Let Sn be the symmetric group of order n1. A permutationMathworldPlanetmath ϕSn without a fixed pointPlanetmathPlanetmath (that is, ϕ(i)i for any i{1,,n}) is called a derangementMathworldPlanetmath.

In combinatorial theory, one is usually interested in the number d(n) of derangements in Sn. It is clear that d(1)=0,d(2)=1, and d(3)=2. It is also not difficult to calculate d(n) for small n. For general n, one can appeal to the principle of inclusion-exclusion. Let Ai denote the collectionMathworldPlanetmath of permutations that fix i. Then the collection of A of derangments in Sn is just the complement of


in Sn. Let C={A1,,An} and Ik be the k-fold intersectionMathworldPlanetmath of members of C (that is, each member of Ik has the form Aj1Ajk). We can interpret a member of Ik as a set of permutations that fix k elements from {1,,n}. The cardinality of each of these members is (n-k)!. Furthermore, there are (nk) members in Ik. Then,

d(n) = |A|=|Sn|-|A1AkAn|
= n!-[SI1|S|-+(-1)kSIk|S|++(-1)nSIn|S|]
= n!-[(n1)(n-1)!-+(-1)k(nk)(n-k)!++(-1)n(nn)(n-n)!]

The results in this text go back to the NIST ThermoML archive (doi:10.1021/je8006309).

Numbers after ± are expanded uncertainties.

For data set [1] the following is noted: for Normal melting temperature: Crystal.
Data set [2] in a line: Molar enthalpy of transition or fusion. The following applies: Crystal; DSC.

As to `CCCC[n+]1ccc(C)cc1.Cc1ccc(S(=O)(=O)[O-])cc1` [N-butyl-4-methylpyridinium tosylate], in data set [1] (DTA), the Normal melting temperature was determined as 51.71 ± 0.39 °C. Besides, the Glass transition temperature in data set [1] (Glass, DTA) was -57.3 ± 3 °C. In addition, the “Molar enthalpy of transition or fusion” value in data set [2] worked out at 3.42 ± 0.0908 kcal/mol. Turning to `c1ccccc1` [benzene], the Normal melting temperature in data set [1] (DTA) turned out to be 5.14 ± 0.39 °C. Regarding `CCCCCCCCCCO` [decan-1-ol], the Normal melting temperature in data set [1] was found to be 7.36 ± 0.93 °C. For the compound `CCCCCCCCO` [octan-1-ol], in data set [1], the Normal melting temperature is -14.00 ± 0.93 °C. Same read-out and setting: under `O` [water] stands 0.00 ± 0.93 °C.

= n!-[n!1!-+(-1)kn!k!++(-1)nn!n!]
= n!k=0n(-1)kk!

With this equation, one can easily derive the recurrence relation


Apply this formulaMathworldPlanetmathPlanetmath twice, we are led to another recurrence relation


Application. A group of n men arrive at a party and check their hats. Upon departure, the hat-checker, being forgetful, randomly (meaning that the distributionPlanetmathPlanetmath of picking any hat out of all possible hats is a uniform distributionMathworldPlanetmath) hands back a hat to each man. What is the probability p(n) that no man receives his own hat? Does this probability go to 0 as n gets larger and larger?

Answer: According to the above calculation,



Title derangement
Canonical name Derangement
Date of creation 2013-03-22 16:05:04
Last modified on 2013-03-22 16:05:04
Owner CWoo (3771)
Last modified by CWoo (3771)
Numerical id 7
Author CWoo (3771)
Entry type Definition
Classification msc 05A15
Classification msc 05A05
Classification msc 60C05